The Rejuvenating Effect of a Change of Scenery #36

Categories Personal Growth
change of scenery

Our daily surroundings affect us more than we realise. It is easy to feel claustrophobic and static. To get stuck in a routine, living on autopilot, never sticking our head up from out of the cubicle.

No matter how much you like your job, or perhaps your apartment, at some point down the line you will start to feel stale. I can work 3 months straight without using a single day’s holiday and then suddenly I will crave a long weekend.

It is important to recognise the need for a change of scenery, even if that means leaving your desk for 30 minutes to go for a lunchtime walk.

When temporary becomes permanent

When I was offered my first job out of university, I was fortunate to find a flat with a friend on a short 6-month rental contract.

Sure, the bathroom was a Harry Potter cupboard under the stairs, requiring a 45-degree limbo to urinate. Yes, there were occasional visits from slugs and other creatures of the great outdoors. But the rent was cheap. We had fun.

Fast-forward 24 months, I am only just moving out of that “temporary” accommodation. 18 months after my first housemate left. Three housemates ago.

I ended up living there twice as long as I had any other rental.

It is easy to become complacent in our immediate surroundings. I remained there because the thought of moving seemed like too much hassle. The excuse I constantly told myself was the saving I was making on rent.

While I wasn’t unhappy there, I can’t say I was happy about it either.

It wasn’t until I finally started flat-hunting with an old friend moving to the area that suddenly moving became a high priority. I didn’t want to spend a single month there longer than I had to.

The problems and mess I had turned a blind eye to for so long became unavoidable and offensive.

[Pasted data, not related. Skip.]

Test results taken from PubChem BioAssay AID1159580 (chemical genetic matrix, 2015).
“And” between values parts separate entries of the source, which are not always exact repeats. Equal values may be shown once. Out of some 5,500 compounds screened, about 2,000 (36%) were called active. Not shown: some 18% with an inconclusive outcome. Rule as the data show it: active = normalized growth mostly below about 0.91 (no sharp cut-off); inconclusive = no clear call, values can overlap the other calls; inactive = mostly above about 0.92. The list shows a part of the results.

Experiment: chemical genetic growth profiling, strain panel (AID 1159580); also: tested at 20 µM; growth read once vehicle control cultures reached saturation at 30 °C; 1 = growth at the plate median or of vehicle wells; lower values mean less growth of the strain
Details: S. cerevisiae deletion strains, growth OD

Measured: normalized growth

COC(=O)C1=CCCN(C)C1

Making A Fresh Start

One of the things I always like about school and university was how each year brought a fresh beginning. Turning up to new classes with blank textbooks every September. In the real world of work, these fresh starts are infrequent.

fresh start new year
Photo by rawpixel on Unsplash

While enjoyable, my two years at my current company have very much blended into one, with my 1 year anniversary being something of a non-event. By staying in the same flat throughout this period, I have had even more continuity.

This Friday I am finally moving into a new apartment. I cannot wait for the change of scenery, excited to finally live with a friend again, and escape the damning label of “student accommodation”. It helps that the flat looks amazing.

For the first time in a while, I will be crossing another mental checkpoint in life. The move will mark a transition into another stage of my time in Southampton.

With new surroundings, a greatly enhanced social life, and the novelty of a swanky apartment to occupy me, I anticipate a renewed lease of life.

Popping home for a change of scenery

While paying extortionate moving fees and a sharp increase in rent can achieve the rejuvenation one might need, there are far cheaper ways to replenish yourself.

going on holiday for a change of scenery
Photo by Sam Beasley on Unsplash

At this stage in my career, I have very little holiday to contend with. In the past, I have always looked to make it go as far as possible, using it sparingly on trips abroad, Christmas and Easter.

This week, I took 5 days off simply to return home and visit my girlfriend. With no packed agenda, I have loved the break from work and a change of pace. There’s something about sleeping in a different bed, watching a different TV and eating different meals that snaps you out of one mindset and into another.

The next time I am feeling under the weather or drained, I’m going to make sure I pop home for a similar change of scenery. Even if it is just for the weekend for a flying visit on a Friday evening.

If you are stressed or running on empty, there is no need to immediately reach for your passport. 48 hours in a different house can do the trick. Preferably a family member or friend’s – trespassing is not recommended.

Leave a Reply

Your email address will not be published. Required fields are marked *